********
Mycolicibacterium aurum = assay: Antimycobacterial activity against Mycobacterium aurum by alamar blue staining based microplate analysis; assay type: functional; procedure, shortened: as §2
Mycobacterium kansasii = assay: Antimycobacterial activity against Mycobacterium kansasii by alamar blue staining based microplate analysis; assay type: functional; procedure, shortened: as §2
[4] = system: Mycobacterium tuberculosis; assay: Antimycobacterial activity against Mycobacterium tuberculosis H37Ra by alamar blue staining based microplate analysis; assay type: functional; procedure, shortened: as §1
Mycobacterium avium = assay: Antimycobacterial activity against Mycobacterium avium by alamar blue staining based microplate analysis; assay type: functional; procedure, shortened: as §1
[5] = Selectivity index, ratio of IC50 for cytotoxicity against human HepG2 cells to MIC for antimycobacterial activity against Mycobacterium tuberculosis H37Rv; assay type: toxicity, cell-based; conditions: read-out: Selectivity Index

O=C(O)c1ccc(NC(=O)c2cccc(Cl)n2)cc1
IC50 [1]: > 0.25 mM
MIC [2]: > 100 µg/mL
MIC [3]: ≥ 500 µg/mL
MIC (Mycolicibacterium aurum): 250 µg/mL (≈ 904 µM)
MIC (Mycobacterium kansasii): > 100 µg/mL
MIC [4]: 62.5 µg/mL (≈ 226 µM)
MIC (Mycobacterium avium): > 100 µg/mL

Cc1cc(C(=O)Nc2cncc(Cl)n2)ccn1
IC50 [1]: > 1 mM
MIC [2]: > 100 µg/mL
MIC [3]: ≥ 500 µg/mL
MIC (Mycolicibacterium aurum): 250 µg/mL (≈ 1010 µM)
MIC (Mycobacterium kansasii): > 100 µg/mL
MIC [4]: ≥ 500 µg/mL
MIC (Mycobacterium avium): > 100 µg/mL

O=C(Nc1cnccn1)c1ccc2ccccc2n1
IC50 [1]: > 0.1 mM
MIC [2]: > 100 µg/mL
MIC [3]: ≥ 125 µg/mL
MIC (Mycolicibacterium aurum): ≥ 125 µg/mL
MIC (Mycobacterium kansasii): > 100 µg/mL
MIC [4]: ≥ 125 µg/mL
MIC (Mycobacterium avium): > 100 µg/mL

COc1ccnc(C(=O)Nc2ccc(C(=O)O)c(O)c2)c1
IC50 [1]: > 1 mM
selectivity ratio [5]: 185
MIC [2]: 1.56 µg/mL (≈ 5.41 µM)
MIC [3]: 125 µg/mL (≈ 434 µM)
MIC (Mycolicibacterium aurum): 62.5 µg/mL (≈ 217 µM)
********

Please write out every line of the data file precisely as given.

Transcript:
Mycolicibacterium aurum = assay: Antimycobacterial activity against Mycobacterium aurum by alamar blue staining based microplate analysis; assay type: functional; procedure, shortened: as §2
Mycobacterium kansasii = assay: Antimycobacterial activity against Mycobacterium kansasii by alamar blue staining based microplate analysis; assay type: functional; procedure, shortened: as §2
[4] = system: Mycobacterium tuberculosis; assay: Antimycobacterial activity against Mycobacterium tuberculosis H37Ra by alamar blue staining based microplate analysis; assay type: functional; procedure, shortened: as §1
Mycobacterium avium = assay: Antimycobacterial activity against Mycobacterium avium by alamar blue staining based microplate analysis; assay type: functional; procedure, shortened: as §1
[5] = Selectivity index, ratio of IC50 for cytotoxicity against human HepG2 cells to MIC for antimycobacterial activity against Mycobacterium tuberculosis H37Rv; assay type: toxicity, cell-based; conditions: read-out: Selectivity Index

O=C(O)c1ccc(NC(=O)c2cccc(Cl)n2)cc1
IC50 [1]: > 0.25 mM
MIC [2]: > 100 µg/mL
MIC [3]: ≥ 500 µg/mL
MIC (Mycolicibacterium aurum): 250 µg/mL (≈ 904 µM)
MIC (Mycobacterium kansasii): > 100 µg/mL
MIC [4]: 62.5 µg/mL (≈ 226 µM)
MIC (Mycobacterium avium): > 100 µg/mL

Cc1cc(C(=O)Nc2cncc(Cl)n2)ccn1
IC50 [1]: > 1 mM
MIC [2]: > 100 µg/mL
MIC [3]: ≥ 500 µg/mL
MIC (Mycolicibacterium aurum): 250 µg/mL (≈ 1010 µM)
MIC (Mycobacterium kansasii): > 100 µg/mL
MIC [4]: ≥ 500 µg/mL
MIC (Mycobacterium avium): > 100 µg/mL

O=C(Nc1cnccn1)c1ccc2ccccc2n1
IC50 [1]: > 0.1 mM
MIC [2]: > 100 µg/mL
MIC [3]: ≥ 125 µg/mL
MIC (Mycolicibacterium aurum): ≥ 125 µg/mL
MIC (Mycobacterium kansasii): > 100 µg/mL
MIC [4]: ≥ 125 µg/mL
MIC (Mycobacterium avium): > 100 µg/mL

COc1ccnc(C(=O)Nc2ccc(C(=O)O)c(O)c2)c1
IC50 [1]: > 1 mM
selectivity ratio [5]: 185
MIC [2]: 1.56 µg/mL (≈ 5.41 µM)
MIC [3]: 125 µg/mL (≈ 434 µM)
MIC (Mycolicibacterium aurum): 62.5 µg/mL (≈ 217 µM)